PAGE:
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Re: Python: fetch value when building gdb.Value object
- From: Paul Koning <paulkoning at comcast dot net>
- To: Tom Tromey <tromey at redhat dot com>
- Cc: gdb-patches at sourceware dot org
- Date: Tue, 4 Oct 2011 11:51:00 -0400
- Subject: Re: Python: fetch value when building gdb.Value object
- References: <36B29E9D-F2B3-446F-AF8A-97254A3AAEE2@comcast.net> <firstname.lastname@example.org>
On Oct 4, 2011, at 11:44 AM, Tom Tromey wrote:
>>>>>> "Paul" == Paul Koning <email@example.com> writes:
> Paul> GDB sometimes lazily evaluates operations on values, and
> Paul> py-value.c wasn't taking that into account. The result was that
> Paul> assigning a Value object to a Python variable could assign a lazy
> Paul> value, so that any errors in accessing the data would occur at a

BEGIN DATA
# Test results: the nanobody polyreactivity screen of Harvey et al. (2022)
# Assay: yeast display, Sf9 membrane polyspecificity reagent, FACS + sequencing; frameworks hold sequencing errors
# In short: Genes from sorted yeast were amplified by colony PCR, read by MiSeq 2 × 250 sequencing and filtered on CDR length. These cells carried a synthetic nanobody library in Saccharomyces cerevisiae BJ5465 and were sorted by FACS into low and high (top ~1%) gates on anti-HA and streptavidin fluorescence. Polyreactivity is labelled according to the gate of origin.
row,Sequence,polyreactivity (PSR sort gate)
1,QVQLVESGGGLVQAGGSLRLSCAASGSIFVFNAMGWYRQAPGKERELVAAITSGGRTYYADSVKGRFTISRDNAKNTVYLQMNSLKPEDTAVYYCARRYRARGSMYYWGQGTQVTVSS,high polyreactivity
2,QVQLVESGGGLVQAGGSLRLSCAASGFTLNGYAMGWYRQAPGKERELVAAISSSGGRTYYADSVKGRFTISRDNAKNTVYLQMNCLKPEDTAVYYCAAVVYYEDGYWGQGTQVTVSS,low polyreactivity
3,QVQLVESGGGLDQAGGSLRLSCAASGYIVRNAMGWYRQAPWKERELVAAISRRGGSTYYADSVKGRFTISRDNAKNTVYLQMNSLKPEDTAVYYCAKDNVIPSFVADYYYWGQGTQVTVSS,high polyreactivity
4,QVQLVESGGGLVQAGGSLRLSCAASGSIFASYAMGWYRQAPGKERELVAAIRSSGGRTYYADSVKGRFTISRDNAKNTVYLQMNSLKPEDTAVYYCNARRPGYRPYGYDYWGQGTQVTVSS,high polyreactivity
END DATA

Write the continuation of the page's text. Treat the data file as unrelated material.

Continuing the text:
> Paul> later time, and sometimes would not be handled right. (For
> Paul> example, the "nonzero" operation would fail without a Python
> Paul> traceback.) The attached patch cures this by fetching any lazy
> Paul> values when the gdb.Value object is built, and adds a test in the
> Paul> testcases to verify this.
> Paul> Ok to submit?
> I am not convinced that this is the right approach.
> I think it would probably be better to expose the laziness to the Python
> programmer -- via a new attribute and a new method to un-lazy the
> The reason is that eager fetching can be very expensive. E.g., you may
> construct an intermediate value that is a very large array, but intend
> only to reference a few elements. This can be done efficiently by gdb,
> but eager fetching will defeat that.
I modeled what I did after the way the existing GDB code handles convenience variables. It seemed logical that
set $foo = *ptr
python foo=gdb.eval ("*ptr")
should behave the same. With the patch, they do, because in both case the lazy evaluation is done.